Tuesday, February 02, 2016

Digital Writing Workshop: Writers Create Plans

In our 3rd grade classroom, we've been working on Information Writing. We haven't been working long but we have done lots of Edcamps and blog posts, etc. so kids have been creating informational pieces all year. In order to help them better craft their writing, we've been learning how important it is for writers to plan.   So I've shared my own planning and how sometimes my planning comes after a first draft.  Planning is an important piece of revision, I think.

One lesson included sharing a blog post I wrote about a recent hockey game I attended.  I shared 3 different drafts of the blog post, explaining how I reflected and planned between drafts to make the piece better.

We've also been looking at mentor texts thinking about what decisions the writer made when creating the piece.(Katharine Hale shared some great student blogs that we used as mentors on her blog.) Whether it is a book, a video, a slide show or a blog post, we have learned that authors of informational writing have lots of planning to do.

These are the questions we've been asking as we look at our own writing and at mentors.
What is your plan for making your writing better?

What kind of research will you do next?
How will you keep notes in your research? 
How will you share/publish your informational piece?
What tools will you use to create a finished piece?
What visuals will you use or create to help your readers? Why?
Which nonfiction text features will you use to help your readers? Why?

How will you organize your writing to help your readers? 
What will your subheadings be? 
Will there be any sound or hyperlinks that will help readers understand?  

I can't tell you how happy I was when I received this tweet from one of our amazing Technology Support Teachers, Rhonda Luetje (@RhondaLuetje).

Rhonda had visited our classroom earlier to share the basics of Book Creator. I wanted my kids to have some experience playing with Book Creator before we created informational pieces. I knew some of my kids would want to use Book Creator for some of their informational pieces and Rhonda knows the tool well.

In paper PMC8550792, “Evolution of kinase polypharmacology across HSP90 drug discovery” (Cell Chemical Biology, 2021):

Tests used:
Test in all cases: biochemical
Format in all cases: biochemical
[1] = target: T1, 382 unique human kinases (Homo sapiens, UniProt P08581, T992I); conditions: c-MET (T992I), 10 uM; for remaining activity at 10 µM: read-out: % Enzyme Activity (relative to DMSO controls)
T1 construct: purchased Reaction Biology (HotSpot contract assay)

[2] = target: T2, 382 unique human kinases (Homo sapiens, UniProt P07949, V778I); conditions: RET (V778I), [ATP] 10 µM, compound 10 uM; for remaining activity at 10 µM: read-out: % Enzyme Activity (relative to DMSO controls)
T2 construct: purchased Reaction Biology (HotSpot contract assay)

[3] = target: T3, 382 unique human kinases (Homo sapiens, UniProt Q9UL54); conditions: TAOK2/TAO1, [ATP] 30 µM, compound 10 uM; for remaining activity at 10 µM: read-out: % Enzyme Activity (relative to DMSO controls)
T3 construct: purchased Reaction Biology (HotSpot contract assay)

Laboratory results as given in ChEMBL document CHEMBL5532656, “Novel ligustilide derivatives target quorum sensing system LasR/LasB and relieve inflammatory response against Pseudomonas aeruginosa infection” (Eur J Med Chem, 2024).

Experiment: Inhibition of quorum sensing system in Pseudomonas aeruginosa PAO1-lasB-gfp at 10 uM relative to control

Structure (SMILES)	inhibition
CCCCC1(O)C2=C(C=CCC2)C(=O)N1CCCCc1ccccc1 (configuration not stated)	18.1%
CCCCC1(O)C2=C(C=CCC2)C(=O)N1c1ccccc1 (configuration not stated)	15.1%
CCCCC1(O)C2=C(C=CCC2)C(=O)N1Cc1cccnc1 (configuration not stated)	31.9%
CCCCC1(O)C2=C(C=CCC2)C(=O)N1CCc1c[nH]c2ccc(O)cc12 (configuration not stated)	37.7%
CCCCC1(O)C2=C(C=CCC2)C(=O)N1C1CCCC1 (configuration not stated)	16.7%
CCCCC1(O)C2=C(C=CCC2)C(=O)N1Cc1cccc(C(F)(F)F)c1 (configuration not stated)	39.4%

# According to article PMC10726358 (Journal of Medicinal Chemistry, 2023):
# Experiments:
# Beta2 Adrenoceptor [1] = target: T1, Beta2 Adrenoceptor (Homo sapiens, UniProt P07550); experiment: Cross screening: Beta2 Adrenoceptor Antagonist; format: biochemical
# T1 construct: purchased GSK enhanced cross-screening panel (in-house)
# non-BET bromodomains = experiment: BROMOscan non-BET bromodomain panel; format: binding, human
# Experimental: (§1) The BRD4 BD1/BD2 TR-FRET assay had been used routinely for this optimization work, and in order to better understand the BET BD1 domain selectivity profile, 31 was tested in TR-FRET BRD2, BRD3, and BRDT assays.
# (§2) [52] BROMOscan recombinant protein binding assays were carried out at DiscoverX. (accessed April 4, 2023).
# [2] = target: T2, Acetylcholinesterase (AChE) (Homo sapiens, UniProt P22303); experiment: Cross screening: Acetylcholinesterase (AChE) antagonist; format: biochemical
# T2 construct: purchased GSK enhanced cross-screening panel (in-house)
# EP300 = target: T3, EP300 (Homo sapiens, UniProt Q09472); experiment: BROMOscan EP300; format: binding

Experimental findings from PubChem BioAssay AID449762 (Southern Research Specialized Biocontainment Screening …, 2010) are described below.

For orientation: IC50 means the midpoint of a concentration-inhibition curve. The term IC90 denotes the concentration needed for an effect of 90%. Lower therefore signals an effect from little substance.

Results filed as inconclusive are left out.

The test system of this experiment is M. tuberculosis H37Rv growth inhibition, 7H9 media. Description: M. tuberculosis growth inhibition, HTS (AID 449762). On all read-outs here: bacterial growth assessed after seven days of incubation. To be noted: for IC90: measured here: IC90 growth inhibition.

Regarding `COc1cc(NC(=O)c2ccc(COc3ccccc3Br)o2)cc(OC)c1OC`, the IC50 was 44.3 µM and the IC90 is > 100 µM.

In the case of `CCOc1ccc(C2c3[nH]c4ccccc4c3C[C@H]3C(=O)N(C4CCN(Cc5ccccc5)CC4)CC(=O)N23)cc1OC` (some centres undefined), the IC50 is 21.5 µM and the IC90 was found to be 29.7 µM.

When she visited earlier this year, she shared a book she was creating about the Columbus Zoo. She shared the book which was really just a simple Book Creator demo. It had a few pages and a few features.

But in this tweet, I saw that Rhonda had really revised her book (Hurray! It's a Zoo Day!) and had made lots of decisions as a writer that we'd been talking about. So we studied her new draft and I asked her to come back and visit the classroom.

Rhonda created a piece that she thought could help students see all of the things that were possible in Book Creator. I also saw it as a piece that my 3rd graders could study as writers as they thought about the decisions she made when crafting the piece.

The way that we embedded the talk around the tool inside the conversation about decisions writers make was authentic and helpful to students.  The way that Rhonda worked to support writers in writing workshop has been critical.  Not all of my students will use Book Creator and that's okay. The conversations we are having are about the writing and the decision-making of writers. Book Creator just happens to be the tool we are using in this case and the tool gives the writer different options and decisions.

If you want to read more about Rhonda's process and her thinking from a technology standpoint, she has a post up about it on her blog today!